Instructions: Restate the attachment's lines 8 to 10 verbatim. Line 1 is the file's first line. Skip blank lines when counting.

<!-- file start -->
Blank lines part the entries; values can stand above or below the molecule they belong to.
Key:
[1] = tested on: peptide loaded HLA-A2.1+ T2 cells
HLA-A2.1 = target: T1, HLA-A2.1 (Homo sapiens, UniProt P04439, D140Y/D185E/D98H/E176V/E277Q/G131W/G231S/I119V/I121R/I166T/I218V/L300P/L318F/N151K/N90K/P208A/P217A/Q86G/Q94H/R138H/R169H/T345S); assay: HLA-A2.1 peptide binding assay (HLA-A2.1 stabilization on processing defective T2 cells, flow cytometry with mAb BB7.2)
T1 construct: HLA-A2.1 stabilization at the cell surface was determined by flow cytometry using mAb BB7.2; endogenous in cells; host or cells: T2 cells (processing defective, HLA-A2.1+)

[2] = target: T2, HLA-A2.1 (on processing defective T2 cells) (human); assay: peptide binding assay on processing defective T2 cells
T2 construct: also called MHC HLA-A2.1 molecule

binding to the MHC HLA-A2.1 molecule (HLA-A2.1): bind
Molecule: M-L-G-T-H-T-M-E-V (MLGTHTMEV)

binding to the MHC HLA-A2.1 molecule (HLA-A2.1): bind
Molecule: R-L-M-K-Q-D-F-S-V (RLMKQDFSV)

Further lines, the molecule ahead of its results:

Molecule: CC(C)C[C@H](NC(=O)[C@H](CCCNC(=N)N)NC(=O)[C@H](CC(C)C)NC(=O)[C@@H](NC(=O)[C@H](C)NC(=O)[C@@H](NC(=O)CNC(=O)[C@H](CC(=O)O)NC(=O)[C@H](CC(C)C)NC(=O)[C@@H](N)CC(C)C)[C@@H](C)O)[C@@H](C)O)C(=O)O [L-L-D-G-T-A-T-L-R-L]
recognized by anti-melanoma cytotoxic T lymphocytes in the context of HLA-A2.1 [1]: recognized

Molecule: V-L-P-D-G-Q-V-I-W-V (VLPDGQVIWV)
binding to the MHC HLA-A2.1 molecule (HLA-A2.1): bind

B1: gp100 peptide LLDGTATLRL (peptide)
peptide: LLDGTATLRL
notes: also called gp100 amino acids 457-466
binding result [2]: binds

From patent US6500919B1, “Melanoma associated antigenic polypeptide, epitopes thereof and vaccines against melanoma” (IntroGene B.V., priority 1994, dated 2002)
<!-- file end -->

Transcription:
binding to the MHC HLA-A2.1 molecule (HLA-A2.1): bind
Molecule: M-L-G-T-H-T-M-E-V (MLGTHTMEV)

binding to the MHC HLA-A2.1 molecule (HLA-A2.1): bind